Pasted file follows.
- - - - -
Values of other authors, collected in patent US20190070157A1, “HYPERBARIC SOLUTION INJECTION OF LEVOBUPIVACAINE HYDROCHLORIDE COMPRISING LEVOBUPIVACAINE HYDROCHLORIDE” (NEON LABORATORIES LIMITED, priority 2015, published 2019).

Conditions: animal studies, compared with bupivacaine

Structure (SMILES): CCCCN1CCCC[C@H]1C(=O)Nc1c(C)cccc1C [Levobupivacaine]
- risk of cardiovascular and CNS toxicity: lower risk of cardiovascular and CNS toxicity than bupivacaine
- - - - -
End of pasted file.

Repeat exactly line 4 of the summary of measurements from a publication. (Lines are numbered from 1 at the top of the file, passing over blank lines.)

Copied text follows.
- risk of cardiovascular and CNS toxicity: lower risk of cardiovascular and CNS toxicity than bupivacaine